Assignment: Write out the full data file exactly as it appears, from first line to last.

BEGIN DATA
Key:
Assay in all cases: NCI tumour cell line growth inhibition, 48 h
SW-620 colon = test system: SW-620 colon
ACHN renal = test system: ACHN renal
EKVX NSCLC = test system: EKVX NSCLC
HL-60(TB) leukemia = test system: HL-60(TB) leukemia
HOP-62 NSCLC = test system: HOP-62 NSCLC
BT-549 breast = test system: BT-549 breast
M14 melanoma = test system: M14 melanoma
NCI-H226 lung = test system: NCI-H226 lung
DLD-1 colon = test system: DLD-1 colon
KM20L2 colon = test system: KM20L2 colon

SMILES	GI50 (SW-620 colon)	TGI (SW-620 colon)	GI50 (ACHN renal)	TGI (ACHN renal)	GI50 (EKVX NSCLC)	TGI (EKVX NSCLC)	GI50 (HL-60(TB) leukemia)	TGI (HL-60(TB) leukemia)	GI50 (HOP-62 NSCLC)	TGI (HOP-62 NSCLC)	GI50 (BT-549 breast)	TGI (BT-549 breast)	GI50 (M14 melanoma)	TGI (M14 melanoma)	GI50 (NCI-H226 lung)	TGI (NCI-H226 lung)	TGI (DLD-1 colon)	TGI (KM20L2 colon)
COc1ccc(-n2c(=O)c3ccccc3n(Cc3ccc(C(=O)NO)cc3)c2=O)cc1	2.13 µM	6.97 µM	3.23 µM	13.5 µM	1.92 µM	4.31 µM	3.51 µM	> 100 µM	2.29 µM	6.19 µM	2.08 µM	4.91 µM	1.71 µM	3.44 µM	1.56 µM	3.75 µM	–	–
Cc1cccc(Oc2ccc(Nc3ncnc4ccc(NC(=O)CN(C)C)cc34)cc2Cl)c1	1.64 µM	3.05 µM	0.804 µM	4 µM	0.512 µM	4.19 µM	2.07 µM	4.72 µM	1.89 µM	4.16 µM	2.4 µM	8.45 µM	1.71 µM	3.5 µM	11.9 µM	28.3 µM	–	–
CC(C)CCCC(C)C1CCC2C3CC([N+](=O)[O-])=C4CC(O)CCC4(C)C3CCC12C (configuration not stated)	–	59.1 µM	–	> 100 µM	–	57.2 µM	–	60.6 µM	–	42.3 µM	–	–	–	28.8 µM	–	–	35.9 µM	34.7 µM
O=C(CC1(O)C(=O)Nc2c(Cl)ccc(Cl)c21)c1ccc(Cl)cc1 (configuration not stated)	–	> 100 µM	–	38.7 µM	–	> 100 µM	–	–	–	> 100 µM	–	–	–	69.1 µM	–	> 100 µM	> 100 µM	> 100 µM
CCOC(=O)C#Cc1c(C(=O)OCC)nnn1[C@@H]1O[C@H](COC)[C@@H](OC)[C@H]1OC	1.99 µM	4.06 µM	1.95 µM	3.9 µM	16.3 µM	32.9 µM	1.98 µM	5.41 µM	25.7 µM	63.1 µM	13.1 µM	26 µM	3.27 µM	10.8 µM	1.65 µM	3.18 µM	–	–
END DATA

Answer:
Key:
Assay in all cases: NCI tumour cell line growth inhibition, 48 h
SW-620 colon = test system: SW-620 colon
ACHN renal = test system: ACHN renal
EKVX NSCLC = test system: EKVX NSCLC
HL-60(TB) leukemia = test system: HL-60(TB) leukemia
HOP-62 NSCLC = test system: HOP-62 NSCLC
BT-549 breast = test system: BT-549 breast
M14 melanoma = test system: M14 melanoma
NCI-H226 lung = test system: NCI-H226 lung
DLD-1 colon = test system: DLD-1 colon
KM20L2 colon = test system: KM20L2 colon

SMILES	GI50 (SW-620 colon)	TGI (SW-620 colon)	GI50 (ACHN renal)	TGI (ACHN renal)	GI50 (EKVX NSCLC)	TGI (EKVX NSCLC)	GI50 (HL-60(TB) leukemia)	TGI (HL-60(TB) leukemia)	GI50 (HOP-62 NSCLC)	TGI (HOP-62 NSCLC)	GI50 (BT-549 breast)	TGI (BT-549 breast)	GI50 (M14 melanoma)	TGI (M14 melanoma)	GI50 (NCI-H226 lung)	TGI (NCI-H226 lung)	TGI (DLD-1 colon)	TGI (KM20L2 colon)
COc1ccc(-n2c(=O)c3ccccc3n(Cc3ccc(C(=O)NO)cc3)c2=O)cc1	2.13 µM	6.97 µM	3.23 µM	13.5 µM	1.92 µM	4.31 µM	3.51 µM	> 100 µM	2.29 µM	6.19 µM	2.08 µM	4.91 µM	1.71 µM	3.44 µM	1.56 µM	3.75 µM	–	–
Cc1cccc(Oc2ccc(Nc3ncnc4ccc(NC(=O)CN(C)C)cc34)cc2Cl)c1	1.64 µM	3.05 µM	0.804 µM	4 µM	0.512 µM	4.19 µM	2.07 µM	4.72 µM	1.89 µM	4.16 µM	2.4 µM	8.45 µM	1.71 µM	3.5 µM	11.9 µM	28.3 µM	–	–
CC(C)CCCC(C)C1CCC2C3CC([N+](=O)[O-])=C4CC(O)CCC4(C)C3CCC12C (configuration not stated)	–	59.1 µM	–	> 100 µM	–	57.2 µM	–	60.6 µM	–	42.3 µM	–	–	–	28.8 µM	–	–	35.9 µM	34.7 µM
O=C(CC1(O)C(=O)Nc2c(Cl)ccc(Cl)c21)c1ccc(Cl)cc1 (configuration not stated)	–	> 100 µM	–	38.7 µM	–	> 100 µM	–	–	–	> 100 µM	–	–	–	69.1 µM	–	> 100 µM	> 100 µM	> 100 µM
CCOC(=O)C#Cc1c(C(=O)OCC)nnn1[C@@H]1O[C@H](COC)[C@@H](OC)[C@H]1OC	1.99 µM	4.06 µM	1.95 µM	3.9 µM	16.3 µM	32.9 µM	1.98 µM	5.41 µM	25.7 µM	63.1 µM	13.1 µM	26 µM	3.27 µM	10.8 µM	1.65 µM	3.18 µM	–	–